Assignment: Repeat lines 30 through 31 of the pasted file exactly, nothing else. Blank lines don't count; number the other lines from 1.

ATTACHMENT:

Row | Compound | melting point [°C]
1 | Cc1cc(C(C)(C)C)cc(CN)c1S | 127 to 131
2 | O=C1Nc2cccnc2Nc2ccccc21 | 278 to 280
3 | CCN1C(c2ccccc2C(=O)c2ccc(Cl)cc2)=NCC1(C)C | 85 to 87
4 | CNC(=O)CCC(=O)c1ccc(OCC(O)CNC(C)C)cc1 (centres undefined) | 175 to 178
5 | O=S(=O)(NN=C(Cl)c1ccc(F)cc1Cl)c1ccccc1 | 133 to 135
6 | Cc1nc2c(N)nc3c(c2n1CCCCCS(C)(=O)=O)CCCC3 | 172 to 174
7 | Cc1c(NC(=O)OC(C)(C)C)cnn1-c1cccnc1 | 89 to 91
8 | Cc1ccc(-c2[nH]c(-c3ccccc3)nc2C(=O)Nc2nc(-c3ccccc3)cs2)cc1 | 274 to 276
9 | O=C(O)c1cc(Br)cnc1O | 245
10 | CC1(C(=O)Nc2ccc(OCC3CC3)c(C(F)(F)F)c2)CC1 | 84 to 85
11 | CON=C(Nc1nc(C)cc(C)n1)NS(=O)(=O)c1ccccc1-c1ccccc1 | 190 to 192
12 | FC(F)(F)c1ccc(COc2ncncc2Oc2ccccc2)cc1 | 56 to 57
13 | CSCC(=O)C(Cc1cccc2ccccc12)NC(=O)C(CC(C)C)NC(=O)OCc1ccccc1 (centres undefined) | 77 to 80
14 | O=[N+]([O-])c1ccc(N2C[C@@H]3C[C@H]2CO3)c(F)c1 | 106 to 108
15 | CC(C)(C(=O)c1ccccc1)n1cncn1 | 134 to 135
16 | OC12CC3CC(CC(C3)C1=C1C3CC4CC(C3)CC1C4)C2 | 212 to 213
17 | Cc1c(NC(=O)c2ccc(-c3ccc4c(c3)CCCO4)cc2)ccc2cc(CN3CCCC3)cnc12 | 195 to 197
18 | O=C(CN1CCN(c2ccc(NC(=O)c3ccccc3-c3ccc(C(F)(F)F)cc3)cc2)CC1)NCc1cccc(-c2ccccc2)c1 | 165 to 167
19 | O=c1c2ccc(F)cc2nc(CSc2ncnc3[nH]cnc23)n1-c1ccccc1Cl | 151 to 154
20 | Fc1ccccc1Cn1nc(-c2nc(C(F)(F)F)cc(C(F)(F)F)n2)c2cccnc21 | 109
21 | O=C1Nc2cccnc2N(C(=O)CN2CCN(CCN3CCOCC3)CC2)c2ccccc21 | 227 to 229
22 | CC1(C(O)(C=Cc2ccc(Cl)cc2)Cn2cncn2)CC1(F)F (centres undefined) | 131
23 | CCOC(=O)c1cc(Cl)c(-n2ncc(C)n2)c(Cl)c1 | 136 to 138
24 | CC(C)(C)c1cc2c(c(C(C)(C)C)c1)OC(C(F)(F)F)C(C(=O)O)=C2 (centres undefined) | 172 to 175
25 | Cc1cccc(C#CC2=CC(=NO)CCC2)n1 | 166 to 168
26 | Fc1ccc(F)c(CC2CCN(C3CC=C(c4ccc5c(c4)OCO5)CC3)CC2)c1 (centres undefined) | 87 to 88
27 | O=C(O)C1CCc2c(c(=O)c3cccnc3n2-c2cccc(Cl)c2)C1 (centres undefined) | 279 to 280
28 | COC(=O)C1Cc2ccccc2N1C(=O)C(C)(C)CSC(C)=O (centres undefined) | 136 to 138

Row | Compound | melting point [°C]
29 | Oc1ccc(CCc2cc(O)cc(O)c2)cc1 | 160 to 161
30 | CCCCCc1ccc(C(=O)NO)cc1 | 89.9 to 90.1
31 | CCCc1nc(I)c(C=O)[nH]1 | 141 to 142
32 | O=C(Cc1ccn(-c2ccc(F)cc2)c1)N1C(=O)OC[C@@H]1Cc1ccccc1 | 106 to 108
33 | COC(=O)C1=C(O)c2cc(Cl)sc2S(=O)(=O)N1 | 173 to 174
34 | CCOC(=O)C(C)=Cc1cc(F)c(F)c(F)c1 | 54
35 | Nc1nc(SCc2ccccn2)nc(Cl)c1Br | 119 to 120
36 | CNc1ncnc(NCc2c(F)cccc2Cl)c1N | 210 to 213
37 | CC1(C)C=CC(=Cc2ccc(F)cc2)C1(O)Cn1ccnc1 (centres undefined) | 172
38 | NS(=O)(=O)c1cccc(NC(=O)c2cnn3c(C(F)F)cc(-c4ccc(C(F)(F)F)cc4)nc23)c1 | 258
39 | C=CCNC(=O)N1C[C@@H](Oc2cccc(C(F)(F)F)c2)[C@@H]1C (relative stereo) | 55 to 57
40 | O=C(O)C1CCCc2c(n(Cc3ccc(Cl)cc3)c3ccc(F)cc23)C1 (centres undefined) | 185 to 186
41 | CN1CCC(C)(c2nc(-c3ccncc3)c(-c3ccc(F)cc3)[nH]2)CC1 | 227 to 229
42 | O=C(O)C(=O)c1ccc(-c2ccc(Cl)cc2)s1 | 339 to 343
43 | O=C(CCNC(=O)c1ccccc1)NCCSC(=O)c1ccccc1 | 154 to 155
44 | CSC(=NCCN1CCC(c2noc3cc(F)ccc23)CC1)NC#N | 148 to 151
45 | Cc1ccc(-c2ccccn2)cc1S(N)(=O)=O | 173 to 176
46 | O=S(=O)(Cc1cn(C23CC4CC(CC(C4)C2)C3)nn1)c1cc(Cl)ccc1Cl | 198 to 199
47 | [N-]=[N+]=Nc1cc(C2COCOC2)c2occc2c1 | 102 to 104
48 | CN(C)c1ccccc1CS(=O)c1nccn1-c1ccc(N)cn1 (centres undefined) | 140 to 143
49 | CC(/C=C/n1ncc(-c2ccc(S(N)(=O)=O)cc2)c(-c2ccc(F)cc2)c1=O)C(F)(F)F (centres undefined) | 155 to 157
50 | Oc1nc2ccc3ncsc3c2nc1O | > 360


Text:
Row | Compound | melting point [°C]
29 | Oc1ccc(CCc2cc(O)cc(O)c2)cc1 | 160 to 161